Again , what Yip Man started in Hong Kong reached a pandemic level on the west . Lineage and styles wars started almost immediately and they are lasting for decades. Many people who do not deserve to practice the art became “masters” bringing their own values , ethics and morality or to be precise complete lack of them . Everything is allowed in order to earn more money and gain more followers.

Story five

New generation of students emerged on the west . In the time of internet and fast exchanging of information they are exposed to many things from other arts , especially form so called “internal” ones . They felt something is missing in their arts and they rushed back on the East to learn the missing pieces , but they couldn’t find it because these pieces simply didn’t exist , either Yip Man didn’t teach them or his students didn’t understand them. Having a desire to make their arts “complete’ thy turned to other arts like Tai Chi , Ba Gua , White Crane and started mixing stuff , reinventing the system and claiming they found something long lost and now exclusively found by them. To support their claims they also rewrited history pusing the origin of the art further back in the past falsely beliving (under the influence of Wu Xisa that older is better , more original).This pushed the art further down because not only it is not Wing Chun any more but with complete misunderstanding of the term “internal” they made the art even more unsuitable for fight . Furthermore they mix qigong and claim it is a neigong which are two completely separate things.  This mish-mash of different arts, approaches , traditions , way of training made a Frankenstein monster , but not a large and strong one (like MMA)  small ,weak and funny one .  

субота, 03. јун 2017.

Kung fu challenge matches

Two fighters are standing on the high platform looking each other in the eyes firmly holding their weapons, crowd in trans is standing around the platform waiting for a beginning of a match. The fight is ruthless, fighters can be barely seen under a silver screen from the weapons which is moving so fast . At the end one fighter is falling from the platform, with a sword in his chest, he lost a fight and his life.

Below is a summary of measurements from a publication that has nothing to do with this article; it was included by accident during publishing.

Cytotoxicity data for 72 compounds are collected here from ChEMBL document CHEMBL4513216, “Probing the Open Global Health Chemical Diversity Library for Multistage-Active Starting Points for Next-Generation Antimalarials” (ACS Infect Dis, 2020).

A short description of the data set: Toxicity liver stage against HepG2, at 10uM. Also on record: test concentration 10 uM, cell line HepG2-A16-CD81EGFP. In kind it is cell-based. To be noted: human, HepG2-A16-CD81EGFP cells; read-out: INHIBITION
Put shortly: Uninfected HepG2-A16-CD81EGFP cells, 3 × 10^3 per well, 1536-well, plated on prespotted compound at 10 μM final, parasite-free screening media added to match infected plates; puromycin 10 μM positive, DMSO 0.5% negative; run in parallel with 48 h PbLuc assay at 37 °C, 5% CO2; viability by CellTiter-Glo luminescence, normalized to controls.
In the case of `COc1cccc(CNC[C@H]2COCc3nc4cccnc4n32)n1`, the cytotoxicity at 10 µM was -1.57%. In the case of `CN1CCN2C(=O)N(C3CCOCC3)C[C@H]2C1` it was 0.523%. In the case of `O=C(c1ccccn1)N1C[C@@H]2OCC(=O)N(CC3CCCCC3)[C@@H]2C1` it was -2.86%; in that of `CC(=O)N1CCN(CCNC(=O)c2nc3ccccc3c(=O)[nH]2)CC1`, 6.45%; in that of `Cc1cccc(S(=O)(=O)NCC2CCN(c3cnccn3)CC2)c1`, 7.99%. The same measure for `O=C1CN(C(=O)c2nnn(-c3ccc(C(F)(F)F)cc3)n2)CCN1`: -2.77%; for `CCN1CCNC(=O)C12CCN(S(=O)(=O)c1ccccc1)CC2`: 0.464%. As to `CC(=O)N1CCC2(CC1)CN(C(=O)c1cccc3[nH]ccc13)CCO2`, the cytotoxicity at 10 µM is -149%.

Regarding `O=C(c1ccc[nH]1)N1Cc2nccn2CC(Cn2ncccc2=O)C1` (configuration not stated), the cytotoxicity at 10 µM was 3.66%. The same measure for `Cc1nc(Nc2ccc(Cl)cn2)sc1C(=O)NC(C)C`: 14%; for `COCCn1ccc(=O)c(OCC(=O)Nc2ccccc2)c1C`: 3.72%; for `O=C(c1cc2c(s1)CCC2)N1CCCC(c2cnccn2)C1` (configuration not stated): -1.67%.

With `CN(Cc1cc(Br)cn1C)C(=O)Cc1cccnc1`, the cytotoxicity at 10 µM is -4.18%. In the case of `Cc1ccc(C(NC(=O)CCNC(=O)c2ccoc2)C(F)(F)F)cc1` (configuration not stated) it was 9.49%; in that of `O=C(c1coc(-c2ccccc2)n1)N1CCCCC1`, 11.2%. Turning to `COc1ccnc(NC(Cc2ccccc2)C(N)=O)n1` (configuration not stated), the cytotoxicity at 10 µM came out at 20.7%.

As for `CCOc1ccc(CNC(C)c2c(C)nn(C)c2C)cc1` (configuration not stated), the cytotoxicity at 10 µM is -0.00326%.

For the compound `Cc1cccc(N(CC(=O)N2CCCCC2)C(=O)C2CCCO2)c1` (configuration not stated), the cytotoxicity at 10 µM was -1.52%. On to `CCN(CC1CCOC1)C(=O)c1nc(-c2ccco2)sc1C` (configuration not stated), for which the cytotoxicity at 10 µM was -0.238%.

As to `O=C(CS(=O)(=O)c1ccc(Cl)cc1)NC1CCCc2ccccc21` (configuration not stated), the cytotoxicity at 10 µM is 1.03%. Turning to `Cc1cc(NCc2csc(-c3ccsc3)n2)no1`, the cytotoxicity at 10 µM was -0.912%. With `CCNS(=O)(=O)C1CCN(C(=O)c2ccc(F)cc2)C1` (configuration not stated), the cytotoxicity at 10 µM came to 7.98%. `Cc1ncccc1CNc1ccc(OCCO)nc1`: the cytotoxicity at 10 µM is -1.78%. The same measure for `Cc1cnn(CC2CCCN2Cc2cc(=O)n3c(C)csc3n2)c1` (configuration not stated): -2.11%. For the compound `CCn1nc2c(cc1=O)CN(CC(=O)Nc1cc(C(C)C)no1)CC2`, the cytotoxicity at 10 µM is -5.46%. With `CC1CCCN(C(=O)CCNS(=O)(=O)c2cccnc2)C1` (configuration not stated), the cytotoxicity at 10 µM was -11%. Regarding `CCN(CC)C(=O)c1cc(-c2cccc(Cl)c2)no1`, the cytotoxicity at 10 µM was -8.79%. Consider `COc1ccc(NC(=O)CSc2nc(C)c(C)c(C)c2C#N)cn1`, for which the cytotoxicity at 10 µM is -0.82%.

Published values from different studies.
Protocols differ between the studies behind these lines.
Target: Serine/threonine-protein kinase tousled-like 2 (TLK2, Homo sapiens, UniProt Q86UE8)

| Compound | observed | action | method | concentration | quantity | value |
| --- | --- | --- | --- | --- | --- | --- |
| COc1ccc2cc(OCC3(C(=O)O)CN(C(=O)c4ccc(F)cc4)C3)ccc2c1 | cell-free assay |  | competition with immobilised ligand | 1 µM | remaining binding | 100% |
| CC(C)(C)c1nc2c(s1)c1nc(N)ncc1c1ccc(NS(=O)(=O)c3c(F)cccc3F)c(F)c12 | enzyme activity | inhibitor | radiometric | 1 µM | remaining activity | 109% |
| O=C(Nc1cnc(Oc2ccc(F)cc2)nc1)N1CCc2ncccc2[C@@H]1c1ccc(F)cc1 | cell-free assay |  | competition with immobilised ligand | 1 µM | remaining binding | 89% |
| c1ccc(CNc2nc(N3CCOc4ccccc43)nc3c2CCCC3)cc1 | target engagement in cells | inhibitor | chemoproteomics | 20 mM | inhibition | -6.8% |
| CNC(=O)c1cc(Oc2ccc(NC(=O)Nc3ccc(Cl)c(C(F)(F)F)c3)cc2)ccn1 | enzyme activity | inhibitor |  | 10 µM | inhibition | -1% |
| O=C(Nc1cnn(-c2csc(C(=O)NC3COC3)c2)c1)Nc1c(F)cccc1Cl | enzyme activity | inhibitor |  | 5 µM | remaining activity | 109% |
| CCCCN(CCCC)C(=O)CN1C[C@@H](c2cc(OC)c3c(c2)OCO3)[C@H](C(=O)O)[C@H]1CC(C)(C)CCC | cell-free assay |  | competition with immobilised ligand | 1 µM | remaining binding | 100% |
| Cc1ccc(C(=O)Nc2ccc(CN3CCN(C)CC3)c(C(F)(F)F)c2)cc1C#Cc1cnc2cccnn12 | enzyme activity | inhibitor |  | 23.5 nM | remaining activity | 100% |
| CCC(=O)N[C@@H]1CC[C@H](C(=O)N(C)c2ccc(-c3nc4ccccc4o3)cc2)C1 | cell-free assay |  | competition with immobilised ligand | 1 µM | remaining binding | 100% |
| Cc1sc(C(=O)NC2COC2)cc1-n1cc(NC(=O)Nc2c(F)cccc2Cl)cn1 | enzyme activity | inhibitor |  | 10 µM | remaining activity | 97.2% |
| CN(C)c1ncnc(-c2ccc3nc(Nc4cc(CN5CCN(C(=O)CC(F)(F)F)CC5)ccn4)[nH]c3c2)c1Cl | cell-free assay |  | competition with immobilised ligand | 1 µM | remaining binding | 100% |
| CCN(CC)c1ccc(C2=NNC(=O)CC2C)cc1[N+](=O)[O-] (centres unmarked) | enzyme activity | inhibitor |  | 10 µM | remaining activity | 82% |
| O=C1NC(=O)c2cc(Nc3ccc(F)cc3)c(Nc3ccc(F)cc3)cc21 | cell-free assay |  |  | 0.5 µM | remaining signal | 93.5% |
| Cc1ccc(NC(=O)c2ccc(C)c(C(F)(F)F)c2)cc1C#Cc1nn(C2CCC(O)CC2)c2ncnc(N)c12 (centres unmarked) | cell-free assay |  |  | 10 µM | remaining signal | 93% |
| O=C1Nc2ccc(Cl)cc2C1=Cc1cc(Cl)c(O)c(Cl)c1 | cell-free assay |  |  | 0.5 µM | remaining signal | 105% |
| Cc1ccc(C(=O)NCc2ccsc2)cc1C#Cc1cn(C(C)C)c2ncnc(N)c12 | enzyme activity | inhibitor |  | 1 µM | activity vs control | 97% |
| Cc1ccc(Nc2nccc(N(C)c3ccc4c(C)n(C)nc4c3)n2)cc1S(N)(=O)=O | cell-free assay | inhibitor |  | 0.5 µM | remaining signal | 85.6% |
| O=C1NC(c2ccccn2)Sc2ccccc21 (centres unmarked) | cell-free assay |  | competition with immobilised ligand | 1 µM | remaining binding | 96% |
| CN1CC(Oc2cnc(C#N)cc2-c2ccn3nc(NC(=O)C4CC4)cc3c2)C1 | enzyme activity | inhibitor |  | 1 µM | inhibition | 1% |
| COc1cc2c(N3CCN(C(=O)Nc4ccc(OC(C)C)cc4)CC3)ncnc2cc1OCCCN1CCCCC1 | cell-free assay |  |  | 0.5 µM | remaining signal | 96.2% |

This is usual scene in many martial movies and it is wildly believed it is true. There are many stories about death matches from the past and as a rule, ancestors who founded particular art won numerous death duels. But is there any truth to this stories or it is just another fictional thing taken from grated from the movies and became a part of “history”?
We know very little about martial arts history before Ching dynasty period .Martial arts were unavailable for common people and were reserved only for military forces. Also martial arts looked quite different from today , focus was on weapon training and fighting in organized groups , empty hands techniques , even if they exist ( mostly no one practiced that ) were rudimentary and used only as an quick introduction and preparation for weapon training. There is a good reason for that situation. Most of people were simple peasants who worked all day in the fields. Agricultural technology was on such a level that relied on manual labor and domestic animals as power source. Also food production was barely sufficient to support basic needs of the population. Famine was regular and a lot of people died from hunger during long Chinese history. It is obvious that majority of population simply had no time nor energy to practice martial arts. Of course, ruling class didn’t want to have their subjects ready and prepared for fighting. Martial art training was reserved for army not only because political reasons but also economical, weapons and equipment were expensive as well as food, living quarters ect. We also have to have in mind that average life span in China was quite short until recent time . It didn’t pass 40 years of age in 1950’s and it was significantly shorter in earlier periods. Spending time on mastering useless skills of empty hands fighting which has no value on battle field was something no one did. People learned what was useful on the field of battle, weapons skills, fighting in organized groups, use of shields and armor ect. In these condition death duels were impossible , there is no army in the world in any given which would allow any kind of duels or challenges  , especially not death duels among soldiers ,that would lead to total anarchy and chaos .